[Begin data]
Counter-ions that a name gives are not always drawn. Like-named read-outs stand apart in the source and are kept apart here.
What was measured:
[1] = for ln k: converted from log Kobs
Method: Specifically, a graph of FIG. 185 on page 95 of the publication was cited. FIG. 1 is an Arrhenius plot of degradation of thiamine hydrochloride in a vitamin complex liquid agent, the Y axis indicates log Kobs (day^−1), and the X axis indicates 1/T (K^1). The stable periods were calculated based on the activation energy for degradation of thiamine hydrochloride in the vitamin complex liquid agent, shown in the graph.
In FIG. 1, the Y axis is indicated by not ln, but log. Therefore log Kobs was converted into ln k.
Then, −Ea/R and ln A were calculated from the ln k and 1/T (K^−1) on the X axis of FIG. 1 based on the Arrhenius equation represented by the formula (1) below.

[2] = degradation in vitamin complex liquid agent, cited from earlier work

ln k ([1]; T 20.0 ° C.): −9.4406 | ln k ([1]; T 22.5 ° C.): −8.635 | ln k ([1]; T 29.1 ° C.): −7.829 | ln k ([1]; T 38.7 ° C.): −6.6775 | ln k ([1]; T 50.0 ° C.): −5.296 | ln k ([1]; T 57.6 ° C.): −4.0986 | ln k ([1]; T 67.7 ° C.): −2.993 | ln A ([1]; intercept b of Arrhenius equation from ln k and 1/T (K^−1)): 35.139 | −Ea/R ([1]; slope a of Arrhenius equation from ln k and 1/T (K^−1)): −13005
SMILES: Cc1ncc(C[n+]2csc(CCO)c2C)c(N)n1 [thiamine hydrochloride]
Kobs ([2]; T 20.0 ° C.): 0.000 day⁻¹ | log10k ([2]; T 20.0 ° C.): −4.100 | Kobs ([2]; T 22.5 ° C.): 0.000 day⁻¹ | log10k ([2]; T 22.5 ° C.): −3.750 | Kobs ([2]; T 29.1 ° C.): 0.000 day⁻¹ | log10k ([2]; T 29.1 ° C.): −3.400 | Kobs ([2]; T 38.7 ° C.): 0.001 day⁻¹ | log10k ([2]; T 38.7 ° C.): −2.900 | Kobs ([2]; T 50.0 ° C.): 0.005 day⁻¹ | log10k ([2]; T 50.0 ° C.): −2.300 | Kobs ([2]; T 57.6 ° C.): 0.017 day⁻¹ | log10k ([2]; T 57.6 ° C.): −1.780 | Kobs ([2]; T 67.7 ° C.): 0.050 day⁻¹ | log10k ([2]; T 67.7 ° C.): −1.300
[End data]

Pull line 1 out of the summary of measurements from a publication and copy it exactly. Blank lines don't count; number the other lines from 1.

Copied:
Counter-ions that a name gives are not always drawn. Like-named read-outs stand apart in the source and are kept apart here.